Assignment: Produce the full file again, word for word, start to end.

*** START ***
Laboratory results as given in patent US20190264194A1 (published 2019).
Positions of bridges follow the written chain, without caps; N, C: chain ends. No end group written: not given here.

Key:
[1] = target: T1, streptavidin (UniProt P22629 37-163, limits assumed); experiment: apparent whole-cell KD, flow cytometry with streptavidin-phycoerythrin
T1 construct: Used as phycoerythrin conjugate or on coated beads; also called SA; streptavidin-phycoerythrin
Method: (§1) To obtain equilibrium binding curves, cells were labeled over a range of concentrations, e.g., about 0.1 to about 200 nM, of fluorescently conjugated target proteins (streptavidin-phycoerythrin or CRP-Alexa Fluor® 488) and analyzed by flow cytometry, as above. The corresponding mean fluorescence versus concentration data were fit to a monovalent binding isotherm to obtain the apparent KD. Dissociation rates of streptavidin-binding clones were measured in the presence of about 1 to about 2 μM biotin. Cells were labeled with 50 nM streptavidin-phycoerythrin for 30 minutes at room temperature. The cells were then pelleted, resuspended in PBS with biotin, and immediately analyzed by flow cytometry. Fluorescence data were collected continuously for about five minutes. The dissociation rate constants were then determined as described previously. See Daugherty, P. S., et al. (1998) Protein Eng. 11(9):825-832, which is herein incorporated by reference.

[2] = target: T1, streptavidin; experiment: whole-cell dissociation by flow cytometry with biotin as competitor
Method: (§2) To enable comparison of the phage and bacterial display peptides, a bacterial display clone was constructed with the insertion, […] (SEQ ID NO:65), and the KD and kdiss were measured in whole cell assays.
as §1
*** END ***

Laboratory results as given in patent US20190264194A1 (published 2019).
Positions of bridges follow the written chain, without caps; N, C: chain ends. No end group written: not given here.

Key:
[1] = target: T1, streptavidin (UniProt P22629 37-163, limits assumed); experiment: apparent whole-cell KD, flow cytometry with streptavidin-phycoerythrin
T1 construct: Used as phycoerythrin conjugate or on coated beads; also called SA; streptavidin-phycoerythrin
Method: (§1) To obtain equilibrium binding curves, cells were labeled over a range of concentrations, e.g., about 0.1 to about 200 nM, of fluorescently conjugated target proteins (streptavidin-phycoerythrin or CRP-Alexa Fluor® 488) and analyzed by flow cytometry, as above. The corresponding mean fluorescence versus concentration data were fit to a monovalent binding isotherm to obtain the apparent KD. Dissociation rates of streptavidin-binding clones were measured in the presence of about 1 to about 2 μM biotin. Cells were labeled with 50 nM streptavidin-phycoerythrin for 30 minutes at room temperature. The cells were then pelleted, resuspended in PBS with biotin, and immediately analyzed by flow cytometry. Fluorescence data were collected continuously for about five minutes. The dissociation rate constants were then determined as described previously. See Daugherty, P. S., et al. (1998) Protein Eng. 11(9):825-832, which is herein incorporated by reference.

[2] = target: T1, streptavidin; experiment: whole-cell dissociation by flow cytometry with biotin as competitor
Method: (§2) To enable comparison of the phage and bacterial display peptides, a bacterial display clone was constructed with the insertion, […] (SEQ ID NO:65), and the KD and kdiss were measured in whole cell assays.
as §1